Nijla Mu’min’s poetry preserves her homeland by painting portraits with words.
She shares childhood memories of the black Muslim community in East Oakland. She romanticizes hanging out at Lake Merritt. And she wonders what became of the East Bay neighborhoods where she socialized as a young person.
All of her memories are woven together to show her appreciation for the culture that raised her.
I first became friends with Nijla years ago while running around the Bay Area in the same creative circles, and I’ve watched her craft thrive ever since. From her film Jinn, which won the SXSW Special Jury Recognition Award for Writing, to writing for acclaimed shows, queen sugar, that blind spotting series, Wu-Tang: An American Sagaand Unsure.
But long before all that, Nijla attended UC Berkeley, where her experiences in June Jordan’s Poetry for the People program left an indelible mark. She still writes poetry to this day.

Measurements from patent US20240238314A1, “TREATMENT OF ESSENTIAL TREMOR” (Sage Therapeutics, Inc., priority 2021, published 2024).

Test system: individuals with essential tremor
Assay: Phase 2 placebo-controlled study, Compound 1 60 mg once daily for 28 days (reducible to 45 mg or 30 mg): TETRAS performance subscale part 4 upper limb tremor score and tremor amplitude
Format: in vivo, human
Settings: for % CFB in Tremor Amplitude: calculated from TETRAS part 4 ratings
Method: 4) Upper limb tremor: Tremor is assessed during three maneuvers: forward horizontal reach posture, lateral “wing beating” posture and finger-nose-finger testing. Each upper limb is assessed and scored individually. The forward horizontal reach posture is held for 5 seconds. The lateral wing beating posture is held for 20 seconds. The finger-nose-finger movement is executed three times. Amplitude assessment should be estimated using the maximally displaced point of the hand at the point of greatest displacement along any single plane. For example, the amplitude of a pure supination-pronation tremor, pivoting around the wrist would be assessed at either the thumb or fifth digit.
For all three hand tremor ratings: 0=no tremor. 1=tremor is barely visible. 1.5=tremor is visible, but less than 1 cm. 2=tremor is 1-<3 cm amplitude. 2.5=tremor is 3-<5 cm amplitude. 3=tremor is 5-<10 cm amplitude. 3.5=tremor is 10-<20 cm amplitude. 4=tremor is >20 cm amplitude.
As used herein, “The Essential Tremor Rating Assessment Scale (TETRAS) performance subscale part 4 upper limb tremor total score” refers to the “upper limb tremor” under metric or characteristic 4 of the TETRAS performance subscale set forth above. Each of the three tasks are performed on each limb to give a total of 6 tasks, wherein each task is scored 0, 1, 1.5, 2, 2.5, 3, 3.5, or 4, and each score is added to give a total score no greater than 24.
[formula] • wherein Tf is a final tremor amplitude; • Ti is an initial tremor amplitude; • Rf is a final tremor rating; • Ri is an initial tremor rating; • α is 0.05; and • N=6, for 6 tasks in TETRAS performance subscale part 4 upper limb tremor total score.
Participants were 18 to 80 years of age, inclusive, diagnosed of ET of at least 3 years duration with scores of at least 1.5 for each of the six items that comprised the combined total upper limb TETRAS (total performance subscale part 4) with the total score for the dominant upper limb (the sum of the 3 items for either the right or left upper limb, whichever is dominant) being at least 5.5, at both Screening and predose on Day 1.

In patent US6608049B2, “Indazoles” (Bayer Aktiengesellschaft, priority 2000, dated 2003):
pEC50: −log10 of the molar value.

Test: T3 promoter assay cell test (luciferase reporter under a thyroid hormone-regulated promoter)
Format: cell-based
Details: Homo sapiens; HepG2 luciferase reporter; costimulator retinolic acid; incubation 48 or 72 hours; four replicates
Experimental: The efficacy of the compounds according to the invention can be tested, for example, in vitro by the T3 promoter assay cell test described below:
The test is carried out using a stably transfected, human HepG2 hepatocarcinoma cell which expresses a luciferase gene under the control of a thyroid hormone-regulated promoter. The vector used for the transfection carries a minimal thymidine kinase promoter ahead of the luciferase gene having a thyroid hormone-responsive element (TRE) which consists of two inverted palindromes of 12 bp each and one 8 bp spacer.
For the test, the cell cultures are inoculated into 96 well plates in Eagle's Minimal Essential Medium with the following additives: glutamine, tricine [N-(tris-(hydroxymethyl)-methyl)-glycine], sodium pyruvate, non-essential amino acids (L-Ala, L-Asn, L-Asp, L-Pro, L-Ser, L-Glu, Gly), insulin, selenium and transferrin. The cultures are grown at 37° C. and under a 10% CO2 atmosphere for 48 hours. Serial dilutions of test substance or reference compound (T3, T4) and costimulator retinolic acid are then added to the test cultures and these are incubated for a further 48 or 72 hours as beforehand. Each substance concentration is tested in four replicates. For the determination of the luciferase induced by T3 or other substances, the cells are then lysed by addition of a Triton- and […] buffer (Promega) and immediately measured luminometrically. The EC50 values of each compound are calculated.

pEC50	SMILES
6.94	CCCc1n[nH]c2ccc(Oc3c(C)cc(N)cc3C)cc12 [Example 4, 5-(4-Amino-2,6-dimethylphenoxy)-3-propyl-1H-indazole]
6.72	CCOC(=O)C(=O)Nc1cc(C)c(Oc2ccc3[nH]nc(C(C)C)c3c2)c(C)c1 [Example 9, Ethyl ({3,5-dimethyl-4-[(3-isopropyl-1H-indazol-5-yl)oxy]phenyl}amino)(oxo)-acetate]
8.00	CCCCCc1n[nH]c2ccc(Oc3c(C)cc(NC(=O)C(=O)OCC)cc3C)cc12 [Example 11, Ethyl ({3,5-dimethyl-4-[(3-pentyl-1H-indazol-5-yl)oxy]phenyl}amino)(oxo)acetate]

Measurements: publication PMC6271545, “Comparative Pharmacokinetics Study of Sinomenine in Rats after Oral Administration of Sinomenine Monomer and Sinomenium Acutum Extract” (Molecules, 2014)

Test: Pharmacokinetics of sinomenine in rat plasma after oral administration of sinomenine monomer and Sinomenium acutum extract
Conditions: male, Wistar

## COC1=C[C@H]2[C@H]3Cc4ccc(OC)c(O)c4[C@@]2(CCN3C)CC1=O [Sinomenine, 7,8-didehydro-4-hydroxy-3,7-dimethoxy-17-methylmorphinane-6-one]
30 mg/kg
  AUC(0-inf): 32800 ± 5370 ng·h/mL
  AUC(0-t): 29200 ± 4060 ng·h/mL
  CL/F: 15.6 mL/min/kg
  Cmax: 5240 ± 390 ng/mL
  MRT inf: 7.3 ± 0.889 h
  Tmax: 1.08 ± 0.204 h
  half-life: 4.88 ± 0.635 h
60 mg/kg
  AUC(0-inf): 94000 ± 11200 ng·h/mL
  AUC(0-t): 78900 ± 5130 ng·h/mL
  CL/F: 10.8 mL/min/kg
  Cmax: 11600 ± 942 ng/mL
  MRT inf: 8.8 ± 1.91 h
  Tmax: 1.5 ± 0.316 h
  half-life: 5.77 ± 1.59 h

In late April, to celebrate National Poetry Month, Nijla shared some of her work with Bay Podcast’s Maria Esquinca.
This week we share this episode with you.
Read the episode transcript from The Bay.
Rightnowish is an arts and culture podcast produced at KQED. Listen to it wherever you get your podcasts, or click the play button at the top of this page and subscribe to the show on NPR One, Spotify, Apple Podcasts, TuneIn, Stitcher, or wherever you get your podcasts.